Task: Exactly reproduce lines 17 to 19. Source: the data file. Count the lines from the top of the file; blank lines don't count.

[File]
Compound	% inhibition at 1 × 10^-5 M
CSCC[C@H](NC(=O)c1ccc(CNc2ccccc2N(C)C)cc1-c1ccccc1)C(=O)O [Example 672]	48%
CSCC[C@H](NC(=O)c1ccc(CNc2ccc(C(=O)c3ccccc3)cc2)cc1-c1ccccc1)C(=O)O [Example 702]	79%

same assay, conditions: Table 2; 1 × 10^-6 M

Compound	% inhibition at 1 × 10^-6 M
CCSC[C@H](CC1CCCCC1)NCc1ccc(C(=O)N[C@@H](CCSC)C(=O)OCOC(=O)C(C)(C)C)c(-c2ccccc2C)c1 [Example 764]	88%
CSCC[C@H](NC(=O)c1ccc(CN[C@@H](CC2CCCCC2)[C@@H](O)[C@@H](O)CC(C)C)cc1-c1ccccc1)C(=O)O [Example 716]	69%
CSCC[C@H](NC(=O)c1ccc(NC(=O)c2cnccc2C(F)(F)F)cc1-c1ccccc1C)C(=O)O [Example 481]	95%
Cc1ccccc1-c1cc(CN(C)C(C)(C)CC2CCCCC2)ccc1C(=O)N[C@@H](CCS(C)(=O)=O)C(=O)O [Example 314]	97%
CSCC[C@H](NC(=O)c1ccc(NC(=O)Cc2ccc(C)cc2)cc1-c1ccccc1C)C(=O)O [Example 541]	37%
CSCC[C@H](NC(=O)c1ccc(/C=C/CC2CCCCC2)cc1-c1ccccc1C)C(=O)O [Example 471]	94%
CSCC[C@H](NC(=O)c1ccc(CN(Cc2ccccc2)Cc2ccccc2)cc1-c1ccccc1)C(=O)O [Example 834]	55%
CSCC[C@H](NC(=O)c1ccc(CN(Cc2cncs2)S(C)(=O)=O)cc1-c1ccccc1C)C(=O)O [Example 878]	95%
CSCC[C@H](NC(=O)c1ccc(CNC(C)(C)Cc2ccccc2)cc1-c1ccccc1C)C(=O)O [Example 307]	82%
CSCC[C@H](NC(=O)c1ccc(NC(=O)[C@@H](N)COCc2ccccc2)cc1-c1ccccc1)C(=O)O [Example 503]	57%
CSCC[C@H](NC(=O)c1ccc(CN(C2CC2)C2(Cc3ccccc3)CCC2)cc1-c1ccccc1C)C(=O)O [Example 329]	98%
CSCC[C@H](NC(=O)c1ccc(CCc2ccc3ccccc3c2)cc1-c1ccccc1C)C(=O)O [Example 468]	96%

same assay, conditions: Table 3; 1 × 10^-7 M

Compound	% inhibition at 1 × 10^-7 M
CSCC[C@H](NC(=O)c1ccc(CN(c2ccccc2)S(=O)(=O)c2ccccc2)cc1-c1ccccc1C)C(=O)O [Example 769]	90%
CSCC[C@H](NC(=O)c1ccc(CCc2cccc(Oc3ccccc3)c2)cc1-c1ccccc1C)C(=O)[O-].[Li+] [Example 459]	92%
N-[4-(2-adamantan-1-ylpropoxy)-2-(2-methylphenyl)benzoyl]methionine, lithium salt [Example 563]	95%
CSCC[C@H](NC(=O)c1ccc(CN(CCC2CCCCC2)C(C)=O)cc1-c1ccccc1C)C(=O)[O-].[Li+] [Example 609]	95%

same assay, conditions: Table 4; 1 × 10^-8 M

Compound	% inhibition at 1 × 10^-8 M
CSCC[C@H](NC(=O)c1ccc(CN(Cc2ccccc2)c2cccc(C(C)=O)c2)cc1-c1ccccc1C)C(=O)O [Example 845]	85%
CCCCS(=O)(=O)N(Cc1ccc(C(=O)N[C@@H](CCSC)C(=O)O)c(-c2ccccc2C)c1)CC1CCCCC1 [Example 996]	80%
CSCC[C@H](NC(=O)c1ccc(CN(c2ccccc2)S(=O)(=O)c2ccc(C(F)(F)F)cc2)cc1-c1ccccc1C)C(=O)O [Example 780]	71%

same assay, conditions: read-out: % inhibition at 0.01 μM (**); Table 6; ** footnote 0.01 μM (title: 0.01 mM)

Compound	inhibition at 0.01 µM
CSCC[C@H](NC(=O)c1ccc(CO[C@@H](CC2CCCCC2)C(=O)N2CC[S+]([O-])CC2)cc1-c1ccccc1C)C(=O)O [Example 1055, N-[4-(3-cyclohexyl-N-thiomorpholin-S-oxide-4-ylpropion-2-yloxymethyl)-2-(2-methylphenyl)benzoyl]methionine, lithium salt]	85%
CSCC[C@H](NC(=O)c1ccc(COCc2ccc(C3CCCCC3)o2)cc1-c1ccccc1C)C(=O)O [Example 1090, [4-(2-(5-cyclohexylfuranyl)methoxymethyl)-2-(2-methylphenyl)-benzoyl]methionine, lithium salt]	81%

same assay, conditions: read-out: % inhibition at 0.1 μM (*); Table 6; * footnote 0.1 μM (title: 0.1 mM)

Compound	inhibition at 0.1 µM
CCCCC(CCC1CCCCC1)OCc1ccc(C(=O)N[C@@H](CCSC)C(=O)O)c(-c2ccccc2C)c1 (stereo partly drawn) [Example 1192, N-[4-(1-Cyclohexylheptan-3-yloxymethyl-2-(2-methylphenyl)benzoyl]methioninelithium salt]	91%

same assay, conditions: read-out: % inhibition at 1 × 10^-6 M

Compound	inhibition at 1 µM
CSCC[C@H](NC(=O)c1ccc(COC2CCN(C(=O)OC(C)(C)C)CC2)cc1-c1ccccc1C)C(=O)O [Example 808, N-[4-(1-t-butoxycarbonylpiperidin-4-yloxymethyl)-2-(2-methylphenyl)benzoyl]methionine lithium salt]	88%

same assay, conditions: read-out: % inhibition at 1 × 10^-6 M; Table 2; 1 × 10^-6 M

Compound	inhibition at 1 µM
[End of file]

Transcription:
CSCC[C@H](NC(=O)c1ccc(CCc2ccc3ccccc3c2)cc1-c1ccccc1C)C(=O)O [Example 468]	96%

same assay, conditions: Table 3; 1 × 10^-7 M

Compound	% inhibition at 1 × 10^-7 M